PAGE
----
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tent, but obstinately impenitent, and intolerably haughty. And, in this view, any plain man would tell him, in the most peremptory language, that there was no hope in his case, unless he would humble himself, and come to a deep and sound repentance. Thus John the baptist, Jesus Christ and his apostles, called sinners to repentance; and never once gave impenitent sinners, as such, the least ground to hope for pardon; but expressly said, except ye repent ye shall all perish. And to the true penitent, they gave no ground to hope for pardon, on the foot of his own righteousness. For it was a settled point, that without shedding of blood there is no remission. And indeed, that repentance is not genuine, in which we do not, from the heart, give up every self-justifying plea, take all the blame to ourselves, and accept the punishment. of our iniquity, with a disposition to look only to free grace through Jesus Christ, for that pardon and salvation which the Gospel offers.

N. B. In this plan of dealing with an awakened sinner, two things are taken for granted, viz. 1. That total depravity and moral agency are consistent. And 2. That repentance unto life is, consistently, both the sinner's duty and God's gift. Ezek. xviii. 31. and chap. xxxvi. 26. Acts ii. 38. Acts iii. 19. Acts v. 31.

Obj. The run-away son, in the similitude, is a moral agent with respect to all the duties required of him by his father; and so is wholly to blame for his disaffection to his father, and may be considered and treated accordingly: but the unregenerate sinner is not a moral agent, with respect to that love to God which is required in the law, or to that faith and repentance which are called for in the Gospel. That is, he cannot love God, believe, or repent. And therefore he cannot be considered, as being wholly to blame for his disaffection towards God, and for his unbelief and impenitence, or treated accordingly. For 'to love God as exhibited in the law, is the same thing as to love his own misery.' And to believe in Christ and repent, before he has had a discovery of Christ,' is as impossible as it is to love an object of which we have no idea. To exhort the unregenerate sinner, there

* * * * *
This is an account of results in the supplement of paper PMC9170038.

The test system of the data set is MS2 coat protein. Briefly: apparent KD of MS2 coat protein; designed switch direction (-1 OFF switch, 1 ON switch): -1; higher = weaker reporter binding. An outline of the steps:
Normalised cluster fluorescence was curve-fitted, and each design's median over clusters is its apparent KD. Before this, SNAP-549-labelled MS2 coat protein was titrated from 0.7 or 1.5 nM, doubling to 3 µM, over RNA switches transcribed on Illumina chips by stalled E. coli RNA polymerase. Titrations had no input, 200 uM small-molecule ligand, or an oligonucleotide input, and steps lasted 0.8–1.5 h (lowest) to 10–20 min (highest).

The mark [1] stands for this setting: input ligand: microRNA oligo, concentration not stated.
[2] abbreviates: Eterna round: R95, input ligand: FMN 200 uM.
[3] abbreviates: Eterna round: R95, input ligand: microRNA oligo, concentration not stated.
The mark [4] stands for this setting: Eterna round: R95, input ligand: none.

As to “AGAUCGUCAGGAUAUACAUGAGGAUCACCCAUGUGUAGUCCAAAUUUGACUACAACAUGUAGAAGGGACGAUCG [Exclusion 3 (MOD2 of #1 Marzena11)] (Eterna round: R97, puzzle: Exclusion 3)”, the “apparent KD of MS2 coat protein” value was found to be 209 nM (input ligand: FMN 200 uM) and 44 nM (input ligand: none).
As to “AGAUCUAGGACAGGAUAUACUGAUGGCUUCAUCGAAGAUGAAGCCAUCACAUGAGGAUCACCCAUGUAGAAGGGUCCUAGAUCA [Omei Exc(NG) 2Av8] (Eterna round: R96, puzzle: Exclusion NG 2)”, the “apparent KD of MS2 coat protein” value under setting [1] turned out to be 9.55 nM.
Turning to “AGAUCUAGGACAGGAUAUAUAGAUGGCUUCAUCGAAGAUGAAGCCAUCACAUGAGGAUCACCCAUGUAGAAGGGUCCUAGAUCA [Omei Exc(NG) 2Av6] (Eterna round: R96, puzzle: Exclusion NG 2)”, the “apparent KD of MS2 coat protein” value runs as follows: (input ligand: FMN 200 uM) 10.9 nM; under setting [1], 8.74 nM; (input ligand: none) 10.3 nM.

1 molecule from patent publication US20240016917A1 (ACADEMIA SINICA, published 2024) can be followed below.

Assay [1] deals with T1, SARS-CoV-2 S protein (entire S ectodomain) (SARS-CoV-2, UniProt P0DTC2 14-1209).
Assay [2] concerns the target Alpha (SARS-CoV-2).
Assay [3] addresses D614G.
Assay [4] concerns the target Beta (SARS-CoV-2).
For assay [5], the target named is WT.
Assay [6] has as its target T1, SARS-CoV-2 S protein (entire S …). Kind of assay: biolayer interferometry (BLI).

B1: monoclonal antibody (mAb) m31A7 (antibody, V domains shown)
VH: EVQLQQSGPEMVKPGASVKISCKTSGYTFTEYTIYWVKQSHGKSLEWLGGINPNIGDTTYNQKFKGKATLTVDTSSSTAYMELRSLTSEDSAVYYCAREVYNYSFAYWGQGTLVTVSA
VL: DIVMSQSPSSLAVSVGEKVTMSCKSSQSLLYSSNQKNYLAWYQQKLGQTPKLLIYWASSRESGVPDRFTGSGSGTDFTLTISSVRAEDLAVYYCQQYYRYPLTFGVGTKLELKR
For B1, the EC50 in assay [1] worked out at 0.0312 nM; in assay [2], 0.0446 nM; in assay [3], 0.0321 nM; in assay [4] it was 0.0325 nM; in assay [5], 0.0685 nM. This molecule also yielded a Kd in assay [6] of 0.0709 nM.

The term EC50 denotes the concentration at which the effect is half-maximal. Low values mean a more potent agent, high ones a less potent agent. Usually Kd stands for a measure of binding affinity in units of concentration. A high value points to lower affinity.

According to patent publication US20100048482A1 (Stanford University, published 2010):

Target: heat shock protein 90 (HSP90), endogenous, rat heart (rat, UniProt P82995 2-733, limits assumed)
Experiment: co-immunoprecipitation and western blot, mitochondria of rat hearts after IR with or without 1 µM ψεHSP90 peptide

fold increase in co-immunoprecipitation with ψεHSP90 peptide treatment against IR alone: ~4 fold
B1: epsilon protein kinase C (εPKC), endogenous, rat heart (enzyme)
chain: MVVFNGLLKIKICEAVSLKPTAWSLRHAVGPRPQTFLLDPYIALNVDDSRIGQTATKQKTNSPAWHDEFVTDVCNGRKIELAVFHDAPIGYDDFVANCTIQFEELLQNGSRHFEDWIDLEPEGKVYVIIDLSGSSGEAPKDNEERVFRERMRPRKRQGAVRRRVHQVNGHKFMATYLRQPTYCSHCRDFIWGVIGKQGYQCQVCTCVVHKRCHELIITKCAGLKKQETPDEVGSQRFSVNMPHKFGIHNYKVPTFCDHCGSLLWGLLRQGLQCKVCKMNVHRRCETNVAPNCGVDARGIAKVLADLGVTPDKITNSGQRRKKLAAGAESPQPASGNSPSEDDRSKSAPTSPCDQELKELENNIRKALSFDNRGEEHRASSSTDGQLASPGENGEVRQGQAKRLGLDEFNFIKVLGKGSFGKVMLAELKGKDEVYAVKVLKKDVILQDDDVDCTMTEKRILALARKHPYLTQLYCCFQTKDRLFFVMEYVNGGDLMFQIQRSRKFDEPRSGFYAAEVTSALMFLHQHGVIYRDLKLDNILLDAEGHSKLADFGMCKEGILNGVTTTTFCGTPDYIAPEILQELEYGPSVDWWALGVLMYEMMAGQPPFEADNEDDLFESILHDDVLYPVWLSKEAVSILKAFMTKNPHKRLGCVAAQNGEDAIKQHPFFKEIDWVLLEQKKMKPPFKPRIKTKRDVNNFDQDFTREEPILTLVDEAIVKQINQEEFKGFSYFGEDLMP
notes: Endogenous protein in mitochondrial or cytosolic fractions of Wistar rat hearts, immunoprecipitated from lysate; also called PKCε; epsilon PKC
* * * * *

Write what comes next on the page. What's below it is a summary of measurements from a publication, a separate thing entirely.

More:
fore, as we would exhort such a run-away son, is absurd and inconsistent. p. 42, 43.

Ans. It is true that in thus dealing with the awakened sinner, we consider him, while unregenerate, as a moral agent, possessed of every qualification essential to moral agency. For we think that unregeneracy consists, not in being destitute of any of those natural faculties which are essential to moral agency, but only in being destitute of a heart to do our duty, and in having an heart opposite thereto. John iii. 6. Rom. viii. 7. But want of inclination, and disinclination to that duty which God requires of us, instead of lessening blame, is that for which we are blame-worthy. Luke xix. 27. We consider the unregenerate sinner, therefore, with respect to love to God and faith in Christ, and with respect to all duties required in law and Gospel, as a moral agent, to whom the commands of the one, and the exhortations of the other may, with propriety, be given; and who is wholly to blame in not obeying the one, and in not complying with the other. And all we shall, at present, say in answer to the objection, is, that if the unregenerate sinner is not a moral agent with respect to the divine law, then he does not deserve the curse of it, for not continuing in all things: which to say, is to contradict Gal. iii. 10. And if he is not a moral agent, with respect to the Gospel, the external revelation of it being enjoyed, then he is not to blame for impenitence and unbelief, nor does he deserve any punishment for these crimes: which to say, is to contradict Mat. xi. 20-24. Luke x. $-12. John iii. 18, 19. John xvi. 9. In a word, if the unregenerate sinner is not a moral agent with respect to law and Gospel, then the Old and New Testament, which consider and treat him as such, are not from God. To say, therefore, he is not a moral agent, is in effect to give up divine revelation. That is, to say that the unregenerate sinner is not wholly to blame in not loving God with all his heart, and his neighbour as himself; and that the unregenerate sinner, who lives under the light of the Gospel, is not wholly to blame for impenitence and unbelief, is to deny the first principles of the Scripture scheme of religion, and in effect, to give up the whole of it. And to give up the bible, rather